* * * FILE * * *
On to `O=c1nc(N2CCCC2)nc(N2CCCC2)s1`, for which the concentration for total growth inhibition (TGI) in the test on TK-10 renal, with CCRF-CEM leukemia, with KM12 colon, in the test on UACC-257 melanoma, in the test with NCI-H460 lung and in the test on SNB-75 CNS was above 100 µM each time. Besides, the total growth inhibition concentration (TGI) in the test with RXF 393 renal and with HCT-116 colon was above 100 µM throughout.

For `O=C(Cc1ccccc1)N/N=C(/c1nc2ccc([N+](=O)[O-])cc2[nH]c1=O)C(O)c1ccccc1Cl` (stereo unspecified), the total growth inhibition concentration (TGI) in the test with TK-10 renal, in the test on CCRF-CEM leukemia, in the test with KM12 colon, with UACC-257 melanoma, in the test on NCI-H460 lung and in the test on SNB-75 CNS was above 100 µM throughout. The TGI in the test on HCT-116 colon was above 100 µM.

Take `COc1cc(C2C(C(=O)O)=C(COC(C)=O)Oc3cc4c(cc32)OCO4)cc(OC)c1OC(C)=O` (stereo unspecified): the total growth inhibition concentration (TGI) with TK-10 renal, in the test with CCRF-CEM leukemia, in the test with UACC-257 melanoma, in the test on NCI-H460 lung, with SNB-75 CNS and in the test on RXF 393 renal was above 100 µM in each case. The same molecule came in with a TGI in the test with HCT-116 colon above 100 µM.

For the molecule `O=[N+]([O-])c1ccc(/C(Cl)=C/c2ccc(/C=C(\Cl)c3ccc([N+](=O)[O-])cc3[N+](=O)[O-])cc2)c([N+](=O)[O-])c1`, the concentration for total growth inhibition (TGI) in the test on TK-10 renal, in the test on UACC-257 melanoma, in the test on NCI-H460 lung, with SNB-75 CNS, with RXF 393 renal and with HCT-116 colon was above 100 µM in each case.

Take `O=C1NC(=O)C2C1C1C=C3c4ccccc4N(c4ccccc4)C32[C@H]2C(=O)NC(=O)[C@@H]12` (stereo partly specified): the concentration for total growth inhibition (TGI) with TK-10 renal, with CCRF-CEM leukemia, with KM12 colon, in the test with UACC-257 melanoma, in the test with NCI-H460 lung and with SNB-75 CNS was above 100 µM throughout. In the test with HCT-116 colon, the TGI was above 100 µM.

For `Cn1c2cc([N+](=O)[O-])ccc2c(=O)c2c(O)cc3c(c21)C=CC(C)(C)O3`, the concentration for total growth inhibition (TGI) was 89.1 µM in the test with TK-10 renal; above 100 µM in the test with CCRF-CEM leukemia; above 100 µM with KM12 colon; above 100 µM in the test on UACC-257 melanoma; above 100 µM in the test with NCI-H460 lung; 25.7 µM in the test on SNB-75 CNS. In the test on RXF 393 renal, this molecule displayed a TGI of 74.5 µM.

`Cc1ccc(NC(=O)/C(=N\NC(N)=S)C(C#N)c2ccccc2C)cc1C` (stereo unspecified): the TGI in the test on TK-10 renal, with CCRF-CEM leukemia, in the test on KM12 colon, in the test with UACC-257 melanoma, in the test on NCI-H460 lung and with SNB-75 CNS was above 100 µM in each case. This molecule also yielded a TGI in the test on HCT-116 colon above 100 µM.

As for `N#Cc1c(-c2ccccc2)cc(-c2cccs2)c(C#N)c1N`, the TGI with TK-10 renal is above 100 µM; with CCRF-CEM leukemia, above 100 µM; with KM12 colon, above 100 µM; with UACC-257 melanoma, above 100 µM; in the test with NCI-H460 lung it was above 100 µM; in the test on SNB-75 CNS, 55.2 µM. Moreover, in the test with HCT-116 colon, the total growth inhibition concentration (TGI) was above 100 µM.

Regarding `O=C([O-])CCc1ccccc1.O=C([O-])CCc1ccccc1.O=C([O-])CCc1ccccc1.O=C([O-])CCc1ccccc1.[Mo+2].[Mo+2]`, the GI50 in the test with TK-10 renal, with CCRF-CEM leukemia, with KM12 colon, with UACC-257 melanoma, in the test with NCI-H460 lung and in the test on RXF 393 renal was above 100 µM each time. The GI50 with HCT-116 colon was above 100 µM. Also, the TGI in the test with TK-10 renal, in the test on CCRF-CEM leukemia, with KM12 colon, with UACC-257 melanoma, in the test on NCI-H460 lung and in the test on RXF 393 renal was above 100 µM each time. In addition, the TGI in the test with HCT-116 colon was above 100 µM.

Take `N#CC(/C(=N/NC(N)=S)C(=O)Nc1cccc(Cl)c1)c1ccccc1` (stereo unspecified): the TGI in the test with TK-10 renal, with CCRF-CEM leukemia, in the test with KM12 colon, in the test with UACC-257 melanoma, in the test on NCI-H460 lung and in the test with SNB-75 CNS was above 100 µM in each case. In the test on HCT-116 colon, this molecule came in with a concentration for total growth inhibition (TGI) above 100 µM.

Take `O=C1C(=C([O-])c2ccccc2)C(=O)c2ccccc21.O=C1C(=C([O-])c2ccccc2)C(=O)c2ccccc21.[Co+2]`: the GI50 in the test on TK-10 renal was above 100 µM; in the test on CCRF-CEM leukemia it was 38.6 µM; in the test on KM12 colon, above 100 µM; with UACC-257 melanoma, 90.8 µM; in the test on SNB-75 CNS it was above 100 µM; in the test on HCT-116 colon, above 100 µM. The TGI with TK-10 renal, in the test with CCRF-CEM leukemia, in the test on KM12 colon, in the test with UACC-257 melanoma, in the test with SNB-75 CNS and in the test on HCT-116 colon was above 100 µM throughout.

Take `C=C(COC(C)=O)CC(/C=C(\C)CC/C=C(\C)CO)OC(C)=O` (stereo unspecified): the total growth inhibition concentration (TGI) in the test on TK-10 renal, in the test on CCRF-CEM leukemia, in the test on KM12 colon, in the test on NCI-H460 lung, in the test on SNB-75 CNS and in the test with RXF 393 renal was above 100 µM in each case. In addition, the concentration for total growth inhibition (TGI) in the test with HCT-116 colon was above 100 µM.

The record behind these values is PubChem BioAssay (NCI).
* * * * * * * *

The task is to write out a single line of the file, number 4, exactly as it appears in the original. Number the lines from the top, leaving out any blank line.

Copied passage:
For the molecule `O=[N+]([O-])c1ccc(/C(Cl)=C/c2ccc(/C=C(\Cl)c3ccc([N+](=O)[O-])cc3[N+](=O)[O-])cc2)c([N+](=O)[O-])c1`, the concentration for total growth inhibition (TGI) in the test on TK-10 renal, in the test on UACC-257 melanoma, in the test on NCI-H460 lung, with SNB-75 CNS, with RXF 393 renal and with HCT-116 colon was above 100 µM in each case.